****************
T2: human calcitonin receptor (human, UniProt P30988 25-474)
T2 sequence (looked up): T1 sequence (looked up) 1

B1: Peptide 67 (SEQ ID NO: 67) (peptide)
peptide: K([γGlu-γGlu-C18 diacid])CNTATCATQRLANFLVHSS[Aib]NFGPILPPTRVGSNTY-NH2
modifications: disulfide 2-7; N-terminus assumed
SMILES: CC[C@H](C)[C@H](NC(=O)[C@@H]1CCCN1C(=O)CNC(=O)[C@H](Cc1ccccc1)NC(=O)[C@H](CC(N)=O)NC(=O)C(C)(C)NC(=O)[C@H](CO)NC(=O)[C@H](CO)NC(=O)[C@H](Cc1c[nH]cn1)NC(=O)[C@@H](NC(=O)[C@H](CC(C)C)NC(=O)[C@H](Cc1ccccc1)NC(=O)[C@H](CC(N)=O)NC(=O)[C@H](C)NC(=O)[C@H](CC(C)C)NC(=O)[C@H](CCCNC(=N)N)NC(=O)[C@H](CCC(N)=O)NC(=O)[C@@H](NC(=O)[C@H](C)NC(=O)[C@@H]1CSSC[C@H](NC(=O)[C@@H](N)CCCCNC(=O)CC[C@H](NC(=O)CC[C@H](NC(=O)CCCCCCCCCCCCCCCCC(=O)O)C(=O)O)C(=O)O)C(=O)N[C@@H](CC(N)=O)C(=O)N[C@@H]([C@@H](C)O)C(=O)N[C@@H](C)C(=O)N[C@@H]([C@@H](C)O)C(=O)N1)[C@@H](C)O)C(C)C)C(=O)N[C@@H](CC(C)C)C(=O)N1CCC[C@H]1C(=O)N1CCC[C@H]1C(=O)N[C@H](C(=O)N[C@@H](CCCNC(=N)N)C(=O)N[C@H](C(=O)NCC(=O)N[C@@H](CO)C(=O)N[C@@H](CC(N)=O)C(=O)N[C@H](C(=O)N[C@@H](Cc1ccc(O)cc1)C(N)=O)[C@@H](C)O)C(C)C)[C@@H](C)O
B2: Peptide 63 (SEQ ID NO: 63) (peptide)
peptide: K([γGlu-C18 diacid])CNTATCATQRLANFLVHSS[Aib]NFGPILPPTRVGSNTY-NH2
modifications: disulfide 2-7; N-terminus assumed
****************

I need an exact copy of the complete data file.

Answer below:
T2: human calcitonin receptor (human, UniProt P30988 25-474)
T2 sequence (looked up): T1 sequence (looked up) 1

B1: Peptide 67 (SEQ ID NO: 67) (peptide)
peptide: K([γGlu-γGlu-C18 diacid])CNTATCATQRLANFLVHSS[Aib]NFGPILPPTRVGSNTY-NH2
modifications: disulfide 2-7; N-terminus assumed
SMILES: CC[C@H](C)[C@H](NC(=O)[C@@H]1CCCN1C(=O)CNC(=O)[C@H](Cc1ccccc1)NC(=O)[C@H](CC(N)=O)NC(=O)C(C)(C)NC(=O)[C@H](CO)NC(=O)[C@H](CO)NC(=O)[C@H](Cc1c[nH]cn1)NC(=O)[C@@H](NC(=O)[C@H](CC(C)C)NC(=O)[C@H](Cc1ccccc1)NC(=O)[C@H](CC(N)=O)NC(=O)[C@H](C)NC(=O)[C@H](CC(C)C)NC(=O)[C@H](CCCNC(=N)N)NC(=O)[C@H](CCC(N)=O)NC(=O)[C@@H](NC(=O)[C@H](C)NC(=O)[C@@H]1CSSC[C@H](NC(=O)[C@@H](N)CCCCNC(=O)CC[C@H](NC(=O)CC[C@H](NC(=O)CCCCCCCCCCCCCCCCC(=O)O)C(=O)O)C(=O)O)C(=O)N[C@@H](CC(N)=O)C(=O)N[C@@H]([C@@H](C)O)C(=O)N[C@@H](C)C(=O)N[C@@H]([C@@H](C)O)C(=O)N1)[C@@H](C)O)C(C)C)C(=O)N[C@@H](CC(C)C)C(=O)N1CCC[C@H]1C(=O)N1CCC[C@H]1C(=O)N[C@H](C(=O)N[C@@H](CCCNC(=N)N)C(=O)N[C@H](C(=O)NCC(=O)N[C@@H](CO)C(=O)N[C@@H](CC(N)=O)C(=O)N[C@H](C(=O)N[C@@H](Cc1ccc(O)cc1)C(N)=O)[C@@H](C)O)C(C)C)[C@@H](C)O
B2: Peptide 63 (SEQ ID NO: 63) (peptide)
peptide: K([γGlu-C18 diacid])CNTATCATQRLANFLVHSS[Aib]NFGPILPPTRVGSNTY-NH2
modifications: disulfide 2-7; N-terminus assumed